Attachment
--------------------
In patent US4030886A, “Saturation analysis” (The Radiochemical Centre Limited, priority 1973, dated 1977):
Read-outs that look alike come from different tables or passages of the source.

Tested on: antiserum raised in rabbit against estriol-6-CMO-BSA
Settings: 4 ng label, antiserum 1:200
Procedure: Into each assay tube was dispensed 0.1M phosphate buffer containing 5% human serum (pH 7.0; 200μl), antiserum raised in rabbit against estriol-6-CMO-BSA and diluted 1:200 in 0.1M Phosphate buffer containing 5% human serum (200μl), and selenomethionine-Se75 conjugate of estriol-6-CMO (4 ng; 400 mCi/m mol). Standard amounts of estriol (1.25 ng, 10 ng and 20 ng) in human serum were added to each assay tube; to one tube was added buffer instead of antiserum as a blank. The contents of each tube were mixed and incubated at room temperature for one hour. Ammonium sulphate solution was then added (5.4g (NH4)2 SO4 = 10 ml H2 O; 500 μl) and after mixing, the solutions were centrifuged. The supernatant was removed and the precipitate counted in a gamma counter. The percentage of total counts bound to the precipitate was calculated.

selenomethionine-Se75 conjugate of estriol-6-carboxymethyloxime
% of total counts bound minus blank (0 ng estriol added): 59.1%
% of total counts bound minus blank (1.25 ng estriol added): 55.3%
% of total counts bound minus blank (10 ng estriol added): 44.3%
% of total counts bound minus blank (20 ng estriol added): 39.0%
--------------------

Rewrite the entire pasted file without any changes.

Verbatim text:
In patent US4030886A, “Saturation analysis” (The Radiochemical Centre Limited, priority 1973, dated 1977):
Read-outs that look alike come from different tables or passages of the source.

Tested on: antiserum raised in rabbit against estriol-6-CMO-BSA
Settings: 4 ng label, antiserum 1:200
Procedure: Into each assay tube was dispensed 0.1M phosphate buffer containing 5% human serum (pH 7.0; 200μl), antiserum raised in rabbit against estriol-6-CMO-BSA and diluted 1:200 in 0.1M Phosphate buffer containing 5% human serum (200μl), and selenomethionine-Se75 conjugate of estriol-6-CMO (4 ng; 400 mCi/m mol). Standard amounts of estriol (1.25 ng, 10 ng and 20 ng) in human serum were added to each assay tube; to one tube was added buffer instead of antiserum as a blank. The contents of each tube were mixed and incubated at room temperature for one hour. Ammonium sulphate solution was then added (5.4g (NH4)2 SO4 = 10 ml H2 O; 500 μl) and after mixing, the solutions were centrifuged. The supernatant was removed and the precipitate counted in a gamma counter. The percentage of total counts bound to the precipitate was calculated.

selenomethionine-Se75 conjugate of estriol-6-carboxymethyloxime
% of total counts bound minus blank (0 ng estriol added): 59.1%
% of total counts bound minus blank (1.25 ng estriol added): 55.3%
% of total counts bound minus blank (10 ng estriol added): 44.3%
% of total counts bound minus blank (20 ng estriol added): 39.0%